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A medical student at work


St Michael’s, Chester Square

Somerset Maugham’s short story The Verger came to mind recently. It’s about a snooty new vicar in a snooty London church sacking the faithful verger because he couldn’t read or write. It was filmed in the 50s and you can watch it here. It always conjures up St Michael’s Chester Square, where for 18 months or so I sang in the choir while I was a clinical medical student at King’s in south London.

Chester Square is in Belgravia, the area bounded more or less by Knightsbridge, Sloane Street, Buck House and Victoria station. It’s an area, as you might imagine, that is amongst the most deprived in the country, past and present inhabitants including such poor unfortunates as Margaret Thatcher, Nigella Lawson, and Roman Abramovich.

Sometimes I went in by bike. From the flat in East Dulwich that involved cycling up the hideously steep Champion Hill over to Camberwell. After that it was pretty much plain sailing up Camberwell New Road, past The Skinner’s Arms of abdominal scar notoriety (see here), then through Vauxhall and over the Thames. However bad I thought Sunday traffic was in those days, it wasn’t as bad as it is now. I rather enjoyed cycling in London, and did a fair bit of it, along with getting first hand experience of the south London rail network. Susan was slaving away at this time at a school in north Peckham, so I dare not let on that I was not as diligent a student as she thought I was.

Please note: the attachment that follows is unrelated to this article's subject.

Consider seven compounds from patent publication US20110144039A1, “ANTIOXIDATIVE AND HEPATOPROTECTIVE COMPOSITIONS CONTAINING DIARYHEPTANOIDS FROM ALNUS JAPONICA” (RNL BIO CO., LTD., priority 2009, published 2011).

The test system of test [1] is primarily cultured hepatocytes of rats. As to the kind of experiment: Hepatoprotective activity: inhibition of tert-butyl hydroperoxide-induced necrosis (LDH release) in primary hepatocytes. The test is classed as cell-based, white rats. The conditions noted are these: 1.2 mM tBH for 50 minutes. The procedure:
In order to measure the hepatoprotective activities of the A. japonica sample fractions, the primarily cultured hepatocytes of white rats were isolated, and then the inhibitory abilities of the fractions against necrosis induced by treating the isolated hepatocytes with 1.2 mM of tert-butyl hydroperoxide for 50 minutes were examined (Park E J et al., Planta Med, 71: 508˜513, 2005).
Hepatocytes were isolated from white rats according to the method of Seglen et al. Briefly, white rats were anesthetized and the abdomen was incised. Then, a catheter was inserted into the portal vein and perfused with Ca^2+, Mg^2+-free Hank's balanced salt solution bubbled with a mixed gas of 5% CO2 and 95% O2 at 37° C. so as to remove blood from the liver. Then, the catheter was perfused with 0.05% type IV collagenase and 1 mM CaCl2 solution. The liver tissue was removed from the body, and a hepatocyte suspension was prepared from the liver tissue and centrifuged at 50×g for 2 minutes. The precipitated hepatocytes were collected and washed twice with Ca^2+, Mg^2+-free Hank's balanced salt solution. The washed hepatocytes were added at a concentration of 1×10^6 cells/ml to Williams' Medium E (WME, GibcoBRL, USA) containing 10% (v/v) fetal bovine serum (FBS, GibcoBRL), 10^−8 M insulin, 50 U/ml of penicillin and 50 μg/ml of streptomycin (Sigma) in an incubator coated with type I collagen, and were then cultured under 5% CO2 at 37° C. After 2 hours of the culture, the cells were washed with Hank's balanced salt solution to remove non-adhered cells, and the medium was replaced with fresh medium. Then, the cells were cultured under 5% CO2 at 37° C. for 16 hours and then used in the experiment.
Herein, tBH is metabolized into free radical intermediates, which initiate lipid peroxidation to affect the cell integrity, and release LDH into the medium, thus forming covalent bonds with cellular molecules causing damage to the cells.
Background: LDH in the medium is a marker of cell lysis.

The church was 19 century Gothic, rather ugly but with fine stained-glass in the east window so that gave me something to look at during the sermons. Two previous vicars, W H Elliott and Charles Roderick, had been famous for their radio broadcasts, but by the time I got there the glory had departed and it was just another dull low church set up. Never mind, the music was good. The then vicar sticks in the memory for a sermon he preached at the funeral of a nanny. The church was packed with her former charges whose upper lips didn’t move when they spoke, all dressed in Crombies and Aquascutum and Harrods and dripping with jools, a bit like Nancy Mitford’s Lady Montdore expounding the virtues of ‘all this’. The theme of the address was that nanny had returned to the big Norlands nursery school in the sky. Not a model that I’ve found useful in my clerical career.